Bill Pullman on the Small Screen
Pullman’s extensive filmography also included a fair share of work in television. His first appearance on the small screen was way back in 1986 in the series Cagney & Lacey. Four years later he guest starred in the variety show The Tracey Ullman Show as a magazine writer. He mostly had television movies throughout the 90’s.
In 2001 Pullman co-directed the third episode of the first season of Night Visions with Joe Dante. 2005 saw him star in the six-episode miniseries Revelations, and in 2011 his 8-episode appearance in Torchwood: Miracle Day earned him a nomination for the “Best Supporting Actor” Saturn Award.
His latest work in television was in the comedy 1600 Penn as President Dale Gilchrist for 13 episodes.
Bill Pullman Onstage
Aside from the big screen Pullman still makes sporadic onstage performances. He was one of the many rotating actors in the 1997 play The Sad Lament of Pecos Bill on the Eve of Killing His Wife. In 2002 Pullman starred in The Goat or, Who Is Sylvia? for a year and he was nominated for the “Outstanding Actor in a Play” award during the 2002 Drama Desk Awards, and the critics loved his work. The Goat raked in four different awards for the “Best Play” category.
Four years later he joined the revival of the 1964 award-winning play The Subject was Roses with actors Steve Kazee and Judith Ivey. The trio was nominated for the “Outstanding Lead Actor / Actress” award during the Helen Hayes Awards in 2007. Before the year ended, Pullman was once again onstage for Peter and Jerry and again he was nominated for the “Outstanding Actor in a Play” award in the 2008 Drama Desk Awards.
Now recognized as a stage veteran Pullman was recruited along with four other top-tier actors in 2013 for The Jacksonian. Awards were again elusive as Pullman was only nominated for the “Outstanding Featured Actor in a Play” accolade in the 2014 Drama Desk Awards. His 2015 performance in Sticks and Bones was another that earned him a nomination.
Pullman added writing to his resume in 2006 when a play he personally penned titled Expedition 6 opened. The plot was a dramatization of the eponymous space expedition that took place in 2002 to 2003.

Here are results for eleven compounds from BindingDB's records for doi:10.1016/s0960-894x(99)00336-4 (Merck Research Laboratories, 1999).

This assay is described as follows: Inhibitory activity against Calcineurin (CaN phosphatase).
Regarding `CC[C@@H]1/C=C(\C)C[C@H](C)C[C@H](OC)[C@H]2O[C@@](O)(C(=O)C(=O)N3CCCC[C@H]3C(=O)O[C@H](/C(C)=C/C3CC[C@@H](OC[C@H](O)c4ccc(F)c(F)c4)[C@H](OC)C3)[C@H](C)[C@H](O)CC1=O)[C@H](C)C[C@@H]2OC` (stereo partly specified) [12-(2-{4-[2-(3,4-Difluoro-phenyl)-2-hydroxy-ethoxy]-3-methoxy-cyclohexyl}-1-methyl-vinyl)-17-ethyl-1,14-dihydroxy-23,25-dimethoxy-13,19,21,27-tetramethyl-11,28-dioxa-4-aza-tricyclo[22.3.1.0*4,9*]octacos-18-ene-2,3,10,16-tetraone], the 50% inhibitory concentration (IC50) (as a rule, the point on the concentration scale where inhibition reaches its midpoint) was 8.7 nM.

What’s Bill Pullman Doing Now in 2018 – Recent Updates
Pullman reprised his role as the now Former President Thomas J. Whitmore in the long-awaited sequel Independence Day: Resurgence released last June. He then appeared on the comedy flick Brother Nature released on September.
During the CinemaCon awards last April, Pullman and the rest of the Independence Day: Resurgence cast were given the “Ensemble of the Universe” award. Pullman then received an “Excellence Award” during the Locarno International Film Festival in July.
He starred alongside Woody Harrelson and Richard Jenkins in the political drama LBJ which was already screened last September during the Toronto International Film Festival. Unfortunately LBJ still doesn’t have a major distributor so it still doesn’t have a final release date for 2018.
But if you’re itching to watch him again on the big screen then worry no more as Pullman has two upcoming films next year namely Walking Out and Trouble. He’s set to star in the western The Ballad of Lefty Brown which is currently being filmed, and alongside Jessica Biel in the thriller series The Sinner.
Pullman penned another play titled The Wild Hunt which puts the spotlight on Norse mythology. He teamed up with theater director Jennifer McCray Rincón for this project which is still currently in the works.